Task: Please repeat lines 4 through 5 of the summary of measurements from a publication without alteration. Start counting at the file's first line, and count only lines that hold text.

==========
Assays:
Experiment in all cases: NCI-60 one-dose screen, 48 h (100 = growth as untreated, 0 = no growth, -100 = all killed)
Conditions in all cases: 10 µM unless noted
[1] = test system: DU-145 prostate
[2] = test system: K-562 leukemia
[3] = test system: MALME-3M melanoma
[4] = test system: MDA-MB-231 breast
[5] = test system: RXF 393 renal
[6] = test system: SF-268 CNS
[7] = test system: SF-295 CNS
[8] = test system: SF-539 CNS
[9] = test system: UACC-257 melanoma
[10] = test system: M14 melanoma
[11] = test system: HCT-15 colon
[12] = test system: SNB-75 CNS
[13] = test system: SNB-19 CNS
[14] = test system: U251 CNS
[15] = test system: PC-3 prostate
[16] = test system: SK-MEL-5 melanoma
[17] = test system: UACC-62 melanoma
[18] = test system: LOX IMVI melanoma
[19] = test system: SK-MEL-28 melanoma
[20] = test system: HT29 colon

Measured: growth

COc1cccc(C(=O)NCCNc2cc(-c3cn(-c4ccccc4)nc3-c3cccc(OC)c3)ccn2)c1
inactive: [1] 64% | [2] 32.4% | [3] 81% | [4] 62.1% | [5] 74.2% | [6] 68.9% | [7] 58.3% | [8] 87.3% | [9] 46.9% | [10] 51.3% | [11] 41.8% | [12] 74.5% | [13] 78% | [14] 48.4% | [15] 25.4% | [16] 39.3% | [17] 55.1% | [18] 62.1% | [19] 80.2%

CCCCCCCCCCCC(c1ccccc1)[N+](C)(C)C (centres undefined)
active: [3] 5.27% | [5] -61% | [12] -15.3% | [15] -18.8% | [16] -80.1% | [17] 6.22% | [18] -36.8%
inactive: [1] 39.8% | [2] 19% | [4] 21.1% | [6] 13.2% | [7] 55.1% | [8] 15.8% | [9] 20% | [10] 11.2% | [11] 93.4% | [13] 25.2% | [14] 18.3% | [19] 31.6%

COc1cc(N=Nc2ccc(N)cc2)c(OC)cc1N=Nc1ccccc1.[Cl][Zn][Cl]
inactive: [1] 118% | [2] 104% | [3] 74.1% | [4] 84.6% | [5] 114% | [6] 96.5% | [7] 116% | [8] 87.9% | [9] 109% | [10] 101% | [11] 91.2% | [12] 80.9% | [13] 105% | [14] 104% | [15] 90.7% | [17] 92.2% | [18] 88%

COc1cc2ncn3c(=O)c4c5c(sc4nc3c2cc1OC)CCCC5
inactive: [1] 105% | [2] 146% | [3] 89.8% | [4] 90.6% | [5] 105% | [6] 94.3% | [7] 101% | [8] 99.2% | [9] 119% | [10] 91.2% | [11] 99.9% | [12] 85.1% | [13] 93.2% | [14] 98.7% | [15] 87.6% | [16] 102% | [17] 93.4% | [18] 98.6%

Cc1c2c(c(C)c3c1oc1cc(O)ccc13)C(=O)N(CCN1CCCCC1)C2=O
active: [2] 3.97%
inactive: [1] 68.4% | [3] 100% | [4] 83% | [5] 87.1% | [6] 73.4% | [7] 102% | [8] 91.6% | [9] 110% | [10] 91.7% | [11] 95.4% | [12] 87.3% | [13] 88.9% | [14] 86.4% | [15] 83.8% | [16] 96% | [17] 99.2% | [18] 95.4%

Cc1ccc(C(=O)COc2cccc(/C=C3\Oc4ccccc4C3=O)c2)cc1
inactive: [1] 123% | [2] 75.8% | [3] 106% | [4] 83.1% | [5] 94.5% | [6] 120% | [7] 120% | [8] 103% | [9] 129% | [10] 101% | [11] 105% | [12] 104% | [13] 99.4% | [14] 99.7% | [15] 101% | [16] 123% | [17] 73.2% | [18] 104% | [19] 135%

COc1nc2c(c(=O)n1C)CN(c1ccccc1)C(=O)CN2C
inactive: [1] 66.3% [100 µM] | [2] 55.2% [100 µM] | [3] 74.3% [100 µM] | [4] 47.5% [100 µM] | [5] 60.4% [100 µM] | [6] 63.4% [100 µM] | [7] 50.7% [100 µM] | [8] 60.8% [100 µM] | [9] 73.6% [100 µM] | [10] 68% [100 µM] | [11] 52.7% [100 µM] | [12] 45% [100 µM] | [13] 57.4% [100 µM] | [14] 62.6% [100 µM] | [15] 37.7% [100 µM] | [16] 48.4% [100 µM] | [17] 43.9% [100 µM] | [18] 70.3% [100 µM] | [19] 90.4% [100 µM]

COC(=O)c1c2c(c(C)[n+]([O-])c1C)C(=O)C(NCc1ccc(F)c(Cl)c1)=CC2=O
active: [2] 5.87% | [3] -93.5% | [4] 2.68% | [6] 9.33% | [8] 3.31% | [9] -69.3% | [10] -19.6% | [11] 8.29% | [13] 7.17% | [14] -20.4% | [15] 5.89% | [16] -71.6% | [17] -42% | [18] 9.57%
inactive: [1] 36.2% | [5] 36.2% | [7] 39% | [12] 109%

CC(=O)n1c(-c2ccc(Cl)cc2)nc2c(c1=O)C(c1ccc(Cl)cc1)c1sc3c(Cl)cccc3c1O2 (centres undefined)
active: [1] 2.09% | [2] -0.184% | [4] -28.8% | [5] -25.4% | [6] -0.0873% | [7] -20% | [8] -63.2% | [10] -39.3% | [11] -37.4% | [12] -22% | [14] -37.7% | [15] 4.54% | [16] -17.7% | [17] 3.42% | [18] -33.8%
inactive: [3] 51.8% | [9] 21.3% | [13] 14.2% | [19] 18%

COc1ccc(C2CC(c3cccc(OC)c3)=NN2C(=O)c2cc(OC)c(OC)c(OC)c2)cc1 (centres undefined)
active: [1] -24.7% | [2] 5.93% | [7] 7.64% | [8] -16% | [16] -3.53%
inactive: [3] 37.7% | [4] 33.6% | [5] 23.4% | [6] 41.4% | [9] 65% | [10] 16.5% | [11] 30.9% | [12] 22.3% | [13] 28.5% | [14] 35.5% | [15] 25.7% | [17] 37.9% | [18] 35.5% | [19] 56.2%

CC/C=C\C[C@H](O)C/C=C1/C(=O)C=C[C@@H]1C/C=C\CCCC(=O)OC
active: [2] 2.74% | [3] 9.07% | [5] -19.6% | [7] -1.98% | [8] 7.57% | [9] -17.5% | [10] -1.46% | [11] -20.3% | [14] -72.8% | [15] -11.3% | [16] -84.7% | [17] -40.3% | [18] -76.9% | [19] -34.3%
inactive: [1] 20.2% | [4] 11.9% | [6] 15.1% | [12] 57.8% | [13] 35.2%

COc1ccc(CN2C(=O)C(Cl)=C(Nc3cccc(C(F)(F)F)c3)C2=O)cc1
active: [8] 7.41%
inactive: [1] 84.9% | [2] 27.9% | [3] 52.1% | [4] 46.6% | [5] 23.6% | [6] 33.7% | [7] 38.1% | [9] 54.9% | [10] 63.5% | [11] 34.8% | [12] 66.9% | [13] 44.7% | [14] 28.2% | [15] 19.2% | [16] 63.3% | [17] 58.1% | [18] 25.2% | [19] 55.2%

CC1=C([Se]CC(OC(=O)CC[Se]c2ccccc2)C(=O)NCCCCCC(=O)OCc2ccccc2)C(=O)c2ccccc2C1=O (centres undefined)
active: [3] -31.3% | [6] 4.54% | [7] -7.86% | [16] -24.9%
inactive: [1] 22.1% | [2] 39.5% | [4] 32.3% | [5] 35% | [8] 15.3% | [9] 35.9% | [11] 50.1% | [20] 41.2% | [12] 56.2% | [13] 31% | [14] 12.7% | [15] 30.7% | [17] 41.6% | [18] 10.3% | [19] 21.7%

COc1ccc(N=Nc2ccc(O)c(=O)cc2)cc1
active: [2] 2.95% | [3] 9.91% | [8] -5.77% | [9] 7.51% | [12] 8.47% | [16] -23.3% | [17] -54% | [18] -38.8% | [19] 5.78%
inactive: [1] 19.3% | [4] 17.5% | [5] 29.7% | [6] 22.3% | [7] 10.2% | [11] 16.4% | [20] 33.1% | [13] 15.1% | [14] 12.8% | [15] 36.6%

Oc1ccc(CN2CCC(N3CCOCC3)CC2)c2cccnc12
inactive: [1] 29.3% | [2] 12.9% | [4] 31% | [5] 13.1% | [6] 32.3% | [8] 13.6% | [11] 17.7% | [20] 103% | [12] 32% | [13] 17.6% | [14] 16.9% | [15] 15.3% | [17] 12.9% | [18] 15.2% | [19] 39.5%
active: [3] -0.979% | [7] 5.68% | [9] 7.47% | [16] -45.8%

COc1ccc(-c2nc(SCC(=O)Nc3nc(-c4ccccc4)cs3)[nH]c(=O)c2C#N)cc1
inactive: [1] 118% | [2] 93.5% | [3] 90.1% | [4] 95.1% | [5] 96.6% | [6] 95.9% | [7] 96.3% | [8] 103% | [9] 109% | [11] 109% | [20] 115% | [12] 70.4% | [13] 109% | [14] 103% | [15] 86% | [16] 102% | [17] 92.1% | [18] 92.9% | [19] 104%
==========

[1] = test system: DU-145 prostate
[2] = test system: K-562 leukemia